Consumers are willing to trade some amount of privacy for a returned benefit reports a new Pew Research Center study. Americans see privacy tradeoffs as conditional and very context related. The type of company collecting the data, as well as how trustworthy it is plays an important role. Though, consumers still report concerns with potential consequences such as data breaches that could have damaging effects. Consumers are not pleased when data is collected for one purpose and is used for another and they are often suspicion about the data collectors.
Pew provided the research participants with six scenarios that involved sharing some level of their personal data in exchange for using a product or service. The participants, adults 18-plus, were then asked whether what they were offered in return was “acceptable”, “not acceptable”, or “it depends”.
#1 Surveillance in the workplace
Office surveillance cameras with facial recognition are placed in the workplace. Surveillance footage can also track measures of employee attendance and performance. Retention of footage is not specified.
One-half of the consumers (54%) surveyed reported that the installation of surveillance cameras at work and the retention of the data is acceptable, while one fifth (21%) said the tradeoff depended on the circumstances.
#2 Health information website
A new health information website used by doctors to manage patient health records. Doctors can upload files for patient access. The website is promised to be a secure site.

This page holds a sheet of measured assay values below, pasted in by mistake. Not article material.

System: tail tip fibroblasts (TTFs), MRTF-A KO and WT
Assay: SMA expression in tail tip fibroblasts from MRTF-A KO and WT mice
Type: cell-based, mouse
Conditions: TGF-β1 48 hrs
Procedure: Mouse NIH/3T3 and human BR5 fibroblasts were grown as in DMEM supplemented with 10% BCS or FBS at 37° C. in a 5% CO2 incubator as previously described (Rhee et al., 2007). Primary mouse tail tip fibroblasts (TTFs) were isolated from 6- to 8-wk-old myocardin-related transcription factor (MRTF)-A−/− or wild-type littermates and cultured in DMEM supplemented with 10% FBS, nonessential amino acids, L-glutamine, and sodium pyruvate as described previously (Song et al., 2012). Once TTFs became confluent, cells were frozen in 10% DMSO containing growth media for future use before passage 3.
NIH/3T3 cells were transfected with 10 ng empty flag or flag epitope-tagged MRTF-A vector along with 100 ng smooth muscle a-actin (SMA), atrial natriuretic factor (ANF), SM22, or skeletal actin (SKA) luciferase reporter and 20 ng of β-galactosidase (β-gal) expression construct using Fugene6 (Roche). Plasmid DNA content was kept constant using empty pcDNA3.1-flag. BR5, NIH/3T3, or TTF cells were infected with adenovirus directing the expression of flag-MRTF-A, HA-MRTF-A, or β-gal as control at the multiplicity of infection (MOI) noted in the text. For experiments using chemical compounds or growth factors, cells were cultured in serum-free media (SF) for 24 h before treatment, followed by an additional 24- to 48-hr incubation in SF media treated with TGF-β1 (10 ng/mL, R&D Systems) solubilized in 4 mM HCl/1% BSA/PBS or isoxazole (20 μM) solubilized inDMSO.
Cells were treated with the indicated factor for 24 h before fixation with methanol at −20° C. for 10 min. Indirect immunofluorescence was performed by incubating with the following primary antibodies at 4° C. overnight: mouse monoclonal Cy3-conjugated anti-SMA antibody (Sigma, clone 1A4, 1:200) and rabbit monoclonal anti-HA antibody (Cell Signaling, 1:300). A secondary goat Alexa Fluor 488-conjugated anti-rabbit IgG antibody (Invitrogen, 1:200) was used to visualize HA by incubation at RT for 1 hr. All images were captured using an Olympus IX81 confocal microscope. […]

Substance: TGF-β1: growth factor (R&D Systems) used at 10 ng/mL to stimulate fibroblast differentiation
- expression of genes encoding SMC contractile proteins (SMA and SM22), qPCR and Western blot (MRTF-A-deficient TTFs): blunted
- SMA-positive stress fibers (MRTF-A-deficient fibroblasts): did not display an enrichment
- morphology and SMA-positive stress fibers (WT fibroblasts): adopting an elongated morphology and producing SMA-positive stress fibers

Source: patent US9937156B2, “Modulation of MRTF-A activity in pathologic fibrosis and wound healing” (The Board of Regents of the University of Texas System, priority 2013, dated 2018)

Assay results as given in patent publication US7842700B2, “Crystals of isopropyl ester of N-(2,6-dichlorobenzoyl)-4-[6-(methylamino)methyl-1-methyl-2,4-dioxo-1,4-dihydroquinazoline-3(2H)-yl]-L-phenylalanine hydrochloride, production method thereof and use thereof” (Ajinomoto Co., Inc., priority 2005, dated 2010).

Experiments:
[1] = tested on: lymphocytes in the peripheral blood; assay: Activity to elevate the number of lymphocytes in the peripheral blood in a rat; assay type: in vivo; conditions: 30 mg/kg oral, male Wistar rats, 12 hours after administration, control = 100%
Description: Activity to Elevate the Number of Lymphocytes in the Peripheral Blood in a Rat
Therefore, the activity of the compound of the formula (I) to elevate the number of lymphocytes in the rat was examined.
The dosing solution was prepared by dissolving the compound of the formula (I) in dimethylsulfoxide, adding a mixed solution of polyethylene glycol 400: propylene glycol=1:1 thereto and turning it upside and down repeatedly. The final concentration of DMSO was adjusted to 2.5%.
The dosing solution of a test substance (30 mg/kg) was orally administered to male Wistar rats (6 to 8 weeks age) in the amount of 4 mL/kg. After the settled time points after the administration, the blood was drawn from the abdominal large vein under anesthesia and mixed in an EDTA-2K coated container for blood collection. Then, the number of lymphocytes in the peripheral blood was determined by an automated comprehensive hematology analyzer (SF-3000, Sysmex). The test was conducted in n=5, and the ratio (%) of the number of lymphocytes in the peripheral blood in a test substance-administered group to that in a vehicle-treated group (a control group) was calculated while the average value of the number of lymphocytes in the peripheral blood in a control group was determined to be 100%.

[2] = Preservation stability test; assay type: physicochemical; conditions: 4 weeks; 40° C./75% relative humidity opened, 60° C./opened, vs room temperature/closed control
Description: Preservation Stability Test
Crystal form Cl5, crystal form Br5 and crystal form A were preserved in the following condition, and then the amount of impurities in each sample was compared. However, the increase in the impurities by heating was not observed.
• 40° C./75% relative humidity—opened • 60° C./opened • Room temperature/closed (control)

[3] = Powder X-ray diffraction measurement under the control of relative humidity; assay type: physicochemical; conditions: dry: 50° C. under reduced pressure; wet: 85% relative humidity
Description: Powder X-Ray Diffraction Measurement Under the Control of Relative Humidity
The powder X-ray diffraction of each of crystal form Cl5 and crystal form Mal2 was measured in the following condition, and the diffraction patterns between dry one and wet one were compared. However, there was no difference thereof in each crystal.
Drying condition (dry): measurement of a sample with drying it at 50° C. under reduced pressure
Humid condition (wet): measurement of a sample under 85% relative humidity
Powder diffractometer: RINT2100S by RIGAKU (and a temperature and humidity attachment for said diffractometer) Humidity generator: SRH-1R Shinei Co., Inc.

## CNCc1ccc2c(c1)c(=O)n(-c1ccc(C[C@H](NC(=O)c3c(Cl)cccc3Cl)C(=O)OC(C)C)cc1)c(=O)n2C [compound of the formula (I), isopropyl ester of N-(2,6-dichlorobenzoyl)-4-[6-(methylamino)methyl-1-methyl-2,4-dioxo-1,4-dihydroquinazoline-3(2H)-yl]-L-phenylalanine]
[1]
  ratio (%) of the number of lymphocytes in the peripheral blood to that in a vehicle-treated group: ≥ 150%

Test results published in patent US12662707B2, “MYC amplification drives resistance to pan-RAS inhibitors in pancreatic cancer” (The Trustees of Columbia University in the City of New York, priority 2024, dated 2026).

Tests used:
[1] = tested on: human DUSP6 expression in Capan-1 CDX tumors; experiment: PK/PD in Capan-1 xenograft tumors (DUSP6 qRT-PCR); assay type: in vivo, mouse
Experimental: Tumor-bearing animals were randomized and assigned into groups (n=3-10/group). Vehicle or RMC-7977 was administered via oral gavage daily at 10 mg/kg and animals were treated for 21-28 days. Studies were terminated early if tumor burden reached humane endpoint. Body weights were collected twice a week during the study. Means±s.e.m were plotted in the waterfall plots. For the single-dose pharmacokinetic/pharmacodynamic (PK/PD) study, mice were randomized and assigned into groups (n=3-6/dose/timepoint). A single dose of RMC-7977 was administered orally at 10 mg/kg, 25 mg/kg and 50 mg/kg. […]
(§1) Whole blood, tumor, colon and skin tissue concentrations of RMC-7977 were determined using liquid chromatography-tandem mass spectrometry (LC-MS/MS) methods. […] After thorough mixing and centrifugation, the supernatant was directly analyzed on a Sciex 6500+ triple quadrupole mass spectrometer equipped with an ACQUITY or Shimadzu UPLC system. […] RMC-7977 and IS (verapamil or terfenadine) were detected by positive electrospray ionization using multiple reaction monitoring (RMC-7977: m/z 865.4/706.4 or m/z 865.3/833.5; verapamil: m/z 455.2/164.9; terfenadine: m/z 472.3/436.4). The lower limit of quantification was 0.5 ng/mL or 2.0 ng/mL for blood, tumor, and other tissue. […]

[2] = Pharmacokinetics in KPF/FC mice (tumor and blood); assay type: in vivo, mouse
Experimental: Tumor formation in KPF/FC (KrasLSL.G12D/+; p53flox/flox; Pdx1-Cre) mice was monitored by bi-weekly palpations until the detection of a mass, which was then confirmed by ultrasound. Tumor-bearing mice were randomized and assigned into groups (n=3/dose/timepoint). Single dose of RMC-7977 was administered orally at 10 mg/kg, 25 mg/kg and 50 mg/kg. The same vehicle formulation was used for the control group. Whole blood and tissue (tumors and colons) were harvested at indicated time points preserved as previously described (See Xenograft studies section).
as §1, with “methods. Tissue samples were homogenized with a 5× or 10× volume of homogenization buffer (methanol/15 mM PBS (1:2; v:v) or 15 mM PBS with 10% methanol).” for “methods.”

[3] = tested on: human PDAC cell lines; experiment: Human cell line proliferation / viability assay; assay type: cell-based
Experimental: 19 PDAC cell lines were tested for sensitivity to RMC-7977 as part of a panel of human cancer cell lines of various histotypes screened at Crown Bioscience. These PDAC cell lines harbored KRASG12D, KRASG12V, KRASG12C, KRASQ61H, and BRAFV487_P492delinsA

Fifty-two percent of consumers reported this was acceptable while 26% said it depended on the details.
#3 Loyalty card
A free loyalty card offered to customers to save money on purchases in exchange for the tracking of personal shopping habits. This data can be sold to third parties.
Less than one-half (47%) of adults said this is acceptable and 20% reported it depended on the details of the offer. Interestingly 39% of consumers 50-plus said they would not accept this offer compared to 27% of adults 18-49.
#4 Insurance offering
An insurance company offered a discount to consumers that agreed to place a device in their car that monitors driving speed and location. The data can be analyzed for driving habits which may offer additional rewards for safe driving.
Just over one-third of consumers (37%) found this acceptable and 16% said the decision depended on the circumstances. Importantly, 45% of consumers reported the tradeoff was not acceptable.
#5 Social media site
A new social media platform manages communications for class reunions. Targeted advertising is served to consumers in exchange for free access.
Fifty-one percent of consumers did not find this plan acceptable compared to one-third who said it was acceptable.
#6 Smart thermostat
An inexpensive thermostat sensor learns the temperature zone and movements in a consumer’s household and can possibly save money on energy bills. It’s programmable remote is given in exchange for sharing household data of the basic activities that take place in the home.
More than half (55%) of consumers found this offer not acceptable while 37% claimed it was acceptable.
What does this all mean for the future of consumer privacy? Many consumers see data tracking unstoppable. And while most consumers understand the need for government surveillance with the threat of terrorism, there still is the opinion that there should be limits on what activities can be monitored and how long the data can be retained.